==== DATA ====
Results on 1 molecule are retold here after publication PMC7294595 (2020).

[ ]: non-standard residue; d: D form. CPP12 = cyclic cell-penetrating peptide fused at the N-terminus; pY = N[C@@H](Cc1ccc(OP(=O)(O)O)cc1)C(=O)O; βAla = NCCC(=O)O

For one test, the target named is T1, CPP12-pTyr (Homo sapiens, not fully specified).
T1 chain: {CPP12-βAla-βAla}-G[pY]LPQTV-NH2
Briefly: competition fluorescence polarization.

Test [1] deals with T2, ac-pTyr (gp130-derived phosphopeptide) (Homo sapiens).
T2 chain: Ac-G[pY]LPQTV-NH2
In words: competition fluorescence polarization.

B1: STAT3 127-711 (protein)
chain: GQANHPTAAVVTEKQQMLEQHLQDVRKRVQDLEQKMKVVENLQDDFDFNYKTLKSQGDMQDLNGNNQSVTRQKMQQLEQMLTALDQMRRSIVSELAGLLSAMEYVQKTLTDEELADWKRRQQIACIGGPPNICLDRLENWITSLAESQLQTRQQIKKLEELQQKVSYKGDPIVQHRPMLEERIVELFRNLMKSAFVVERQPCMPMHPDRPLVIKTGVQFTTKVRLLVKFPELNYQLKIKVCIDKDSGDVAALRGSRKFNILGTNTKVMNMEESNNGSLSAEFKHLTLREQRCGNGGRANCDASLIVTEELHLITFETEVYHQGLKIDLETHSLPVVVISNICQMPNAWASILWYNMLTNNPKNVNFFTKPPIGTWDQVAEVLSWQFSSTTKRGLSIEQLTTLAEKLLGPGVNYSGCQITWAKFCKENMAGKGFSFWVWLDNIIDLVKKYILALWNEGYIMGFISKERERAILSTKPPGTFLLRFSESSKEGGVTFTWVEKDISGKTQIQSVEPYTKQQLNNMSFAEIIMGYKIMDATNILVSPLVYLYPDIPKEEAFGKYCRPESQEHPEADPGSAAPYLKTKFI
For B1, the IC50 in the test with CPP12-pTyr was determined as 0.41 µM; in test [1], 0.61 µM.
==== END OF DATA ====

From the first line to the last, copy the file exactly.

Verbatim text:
Results on 1 molecule are retold here after publication PMC7294595 (2020).

[ ]: non-standard residue; d: D form. CPP12 = cyclic cell-penetrating peptide fused at the N-terminus; pY = N[C@@H](Cc1ccc(OP(=O)(O)O)cc1)C(=O)O; βAla = NCCC(=O)O

For one test, the target named is T1, CPP12-pTyr (Homo sapiens, not fully specified).
T1 chain: {CPP12-βAla-βAla}-G[pY]LPQTV-NH2
Briefly: competition fluorescence polarization.

Test [1] deals with T2, ac-pTyr (gp130-derived phosphopeptide) (Homo sapiens).
T2 chain: Ac-G[pY]LPQTV-NH2
In words: competition fluorescence polarization.

B1: STAT3 127-711 (protein)
chain: GQANHPTAAVVTEKQQMLEQHLQDVRKRVQDLEQKMKVVENLQDDFDFNYKTLKSQGDMQDLNGNNQSVTRQKMQQLEQMLTALDQMRRSIVSELAGLLSAMEYVQKTLTDEELADWKRRQQIACIGGPPNICLDRLENWITSLAESQLQTRQQIKKLEELQQKVSYKGDPIVQHRPMLEERIVELFRNLMKSAFVVERQPCMPMHPDRPLVIKTGVQFTTKVRLLVKFPELNYQLKIKVCIDKDSGDVAALRGSRKFNILGTNTKVMNMEESNNGSLSAEFKHLTLREQRCGNGGRANCDASLIVTEELHLITFETEVYHQGLKIDLETHSLPVVVISNICQMPNAWASILWYNMLTNNPKNVNFFTKPPIGTWDQVAEVLSWQFSSTTKRGLSIEQLTTLAEKLLGPGVNYSGCQITWAKFCKENMAGKGFSFWVWLDNIIDLVKKYILALWNEGYIMGFISKERERAILSTKPPGTFLLRFSESSKEGGVTFTWVEKDISGKTQIQSVEPYTKQQLNNMSFAEIIMGYKIMDATNILVSPLVYLYPDIPKEEAFGKYCRPESQEHPEADPGSAAPYLKTKFI
For B1, the IC50 in the test with CPP12-pTyr was determined as 0.41 µM; in test [1], 0.61 µM.